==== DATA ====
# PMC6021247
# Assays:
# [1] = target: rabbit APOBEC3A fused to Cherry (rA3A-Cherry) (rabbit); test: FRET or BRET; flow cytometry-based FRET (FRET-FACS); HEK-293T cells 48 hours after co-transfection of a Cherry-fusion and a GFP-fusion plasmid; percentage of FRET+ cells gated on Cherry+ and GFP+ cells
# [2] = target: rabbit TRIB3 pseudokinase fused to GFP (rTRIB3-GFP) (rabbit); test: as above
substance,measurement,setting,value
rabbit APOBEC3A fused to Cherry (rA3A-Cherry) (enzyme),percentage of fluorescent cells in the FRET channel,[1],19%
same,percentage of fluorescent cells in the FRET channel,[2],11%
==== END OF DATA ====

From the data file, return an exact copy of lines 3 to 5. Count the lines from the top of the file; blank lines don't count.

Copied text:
# [1] = target: rabbit APOBEC3A fused to Cherry (rA3A-Cherry) (rabbit); test: FRET or BRET; flow cytometry-based FRET (FRET-FACS); HEK-293T cells 48 hours after co-transfection of a Cherry-fusion and a GFP-fusion plasmid; percentage of FRET+ cells gated on Cherry+ and GFP+ cells
# [2] = target: rabbit TRIB3 pseudokinase fused to GFP (rTRIB3-GFP) (rabbit); test: as above
substance,measurement,setting,value